Fragments and Run-Ons RTF
Fragments and Run-Ons PDF
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Four Sentence Types Lesson – Teach students about the four types of sentences: interrogative, exclamatory, imperative, and declarative. This file includes a practice assessment after the lesson.
Four Sentence Types Lesson PPT

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29 Comments

  1. Aditya

     /  July 15, 2017

    very difficult words use some easy ones . otherwise it is good for understanding .

    Reply
  2. Amos Zor

     /  February 10, 2017

    I was so confused when I saw other types of sentences like: simple, compound etc. But I’ve taken yours, yet I need elaboration on the others, pls.

    Reply
  3. rudra

     /  January 4, 2017

    can you pls give more worksheets about conjunctions and prepositions for grade 7?

    Reply
  4. Soumya

     /  March 1, 2016

    Hey Mr Morton this pg helped me alot!!!!!!!!
    Thanks.

    Reply
  5. john

     /  October 21, 2015

    Thanks it helped me a lot!

    Reply
  6. Shannu

     /  June 3, 2015

    Could you help me with some tips in writing essay?

    Reply
  7. Shannu

     /  June 3, 2015

    Wow…
    It’s great and helped me score full marks 😉

    Reply
  8. zsky

     /  March 2, 2015

    its awesome but i wanted questions on identification of simple and compound sentences

    but anyways thanks for this at least this was helpful !!!

    Reply
  9. amit Kumar

     /  February 23, 2015

    while searching for the topic ” sentence arrangement”, I visited your blog.

    I find it difficult to make sentences error- free ( in terms of arrangement, clauses, parallelism. .etc).

    I hope, you can help me better.

    Reply
    • The only way that you are going to get better is by practicing. Have conversations with native English speakers when you can. Read books written in English. Watch English television programs. Immersing yourself in the language will give you greater success. You will make errors. That’s ok. Native speakers make many errors too. I’m developing an app to assist people with learning English sentence structure. I will let you know when it is complete. Hopefully by May. Best wishes and remember, you learn best by doing.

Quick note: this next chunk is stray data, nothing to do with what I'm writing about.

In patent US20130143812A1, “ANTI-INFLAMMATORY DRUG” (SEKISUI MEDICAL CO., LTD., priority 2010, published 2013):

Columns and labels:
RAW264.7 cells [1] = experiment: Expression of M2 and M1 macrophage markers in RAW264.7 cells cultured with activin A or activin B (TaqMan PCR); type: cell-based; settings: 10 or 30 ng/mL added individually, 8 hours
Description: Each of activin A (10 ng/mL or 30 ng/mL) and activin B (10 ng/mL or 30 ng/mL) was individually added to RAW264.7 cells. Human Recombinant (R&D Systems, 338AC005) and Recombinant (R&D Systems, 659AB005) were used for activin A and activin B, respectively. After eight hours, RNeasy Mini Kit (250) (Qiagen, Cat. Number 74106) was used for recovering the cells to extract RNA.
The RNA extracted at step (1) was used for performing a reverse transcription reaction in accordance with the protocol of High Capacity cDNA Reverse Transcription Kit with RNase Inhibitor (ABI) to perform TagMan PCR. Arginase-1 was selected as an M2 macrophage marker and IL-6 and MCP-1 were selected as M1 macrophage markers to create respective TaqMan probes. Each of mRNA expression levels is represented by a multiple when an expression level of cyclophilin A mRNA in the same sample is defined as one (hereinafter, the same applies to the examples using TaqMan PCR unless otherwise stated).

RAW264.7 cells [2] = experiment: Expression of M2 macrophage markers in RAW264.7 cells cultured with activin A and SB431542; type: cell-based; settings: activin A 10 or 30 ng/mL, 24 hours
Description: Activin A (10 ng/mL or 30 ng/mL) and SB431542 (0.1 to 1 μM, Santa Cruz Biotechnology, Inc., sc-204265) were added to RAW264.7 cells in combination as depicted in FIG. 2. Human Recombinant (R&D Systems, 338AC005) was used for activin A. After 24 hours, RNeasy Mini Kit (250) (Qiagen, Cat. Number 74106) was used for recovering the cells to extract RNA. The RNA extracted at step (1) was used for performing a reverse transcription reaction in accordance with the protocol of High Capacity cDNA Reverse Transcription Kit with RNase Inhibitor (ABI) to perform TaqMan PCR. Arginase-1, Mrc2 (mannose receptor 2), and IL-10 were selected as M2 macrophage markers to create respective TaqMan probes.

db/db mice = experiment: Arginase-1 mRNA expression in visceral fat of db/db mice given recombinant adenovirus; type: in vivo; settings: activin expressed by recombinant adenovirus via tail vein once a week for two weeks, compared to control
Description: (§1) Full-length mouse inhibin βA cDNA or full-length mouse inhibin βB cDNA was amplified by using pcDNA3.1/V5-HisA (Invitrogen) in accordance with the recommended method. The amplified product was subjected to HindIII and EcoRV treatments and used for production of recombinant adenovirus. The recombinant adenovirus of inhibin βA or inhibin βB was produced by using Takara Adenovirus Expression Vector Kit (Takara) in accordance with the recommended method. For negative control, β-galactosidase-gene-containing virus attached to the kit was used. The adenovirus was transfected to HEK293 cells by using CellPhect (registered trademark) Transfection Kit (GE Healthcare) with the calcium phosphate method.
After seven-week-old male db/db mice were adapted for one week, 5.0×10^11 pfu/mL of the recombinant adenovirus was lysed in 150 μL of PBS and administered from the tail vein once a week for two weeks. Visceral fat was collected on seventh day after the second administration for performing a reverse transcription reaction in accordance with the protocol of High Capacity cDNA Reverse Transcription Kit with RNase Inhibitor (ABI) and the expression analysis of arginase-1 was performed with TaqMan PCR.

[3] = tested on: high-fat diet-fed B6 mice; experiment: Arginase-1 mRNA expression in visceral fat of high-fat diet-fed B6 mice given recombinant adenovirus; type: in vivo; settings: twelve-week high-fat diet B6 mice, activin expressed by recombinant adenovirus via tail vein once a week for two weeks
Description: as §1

Reply
  10. Erum

     /  February 1, 2015

    loved every bit of it 🙂 got great notes for my students 😉 keep up

    Reply
  11. Eldeponso

     /  January 19, 2015

    Thank you, it helps me a lot…

    Reply
  12. Barbara

     /  October 29, 2014

    Number 7 in Fragments and Run-ons PDF is missing the word “did.”

    Reply
  13. keithchloerabut

     /  October 5, 2014

    love it .how about some information how students could report them and some gruop activities and questions thank u verry much

    Reply
  14. Al-nisa

     /  September 9, 2014

    Love it its amazing

    Reply
  15. coco

     /  January 25, 2012

    great! it helped me a lot for our quiz 🙂

    Reply
  16. Freya

     /  January 21, 2012

    i love this completed my homework by looking at this.great thing this!

    Reply
  17. Urmomma

     /  January 8, 2012

    Studying for exams

    Reply
  18. LY MENG

     /  December 12, 2011

    Especially, I learn from yours a lot! Thank you profoundly!!!

    Reply
    • Mr. Morton

       /  December 14, 2011

      Thanks for visiting! If you seek correction, you are using the words “especially” and “profoundly” incorrectly. If not, my apologies.

      Reply
  19. LY MENG

     /  December 12, 2011

    How about the other four types of sentences, such as simple, complex, compound, and compound-complex sentence?

    Even though, I absolutely appreciate yours!!!

    Reply
    • Mr. Morton

       /  December 14, 2011

      Great idea! Look forward to some stuff about this in the spring (when I teach language arts).

      Reply
  20. hannah

     /  October 19, 2011

    i love it!!!!!!!!!!!!!!!!!!!!!!!!!!!!!!

    Reply
  21. Kat

     /  October 2, 2011

    I like it! I studied for exams this way!!!

    Reply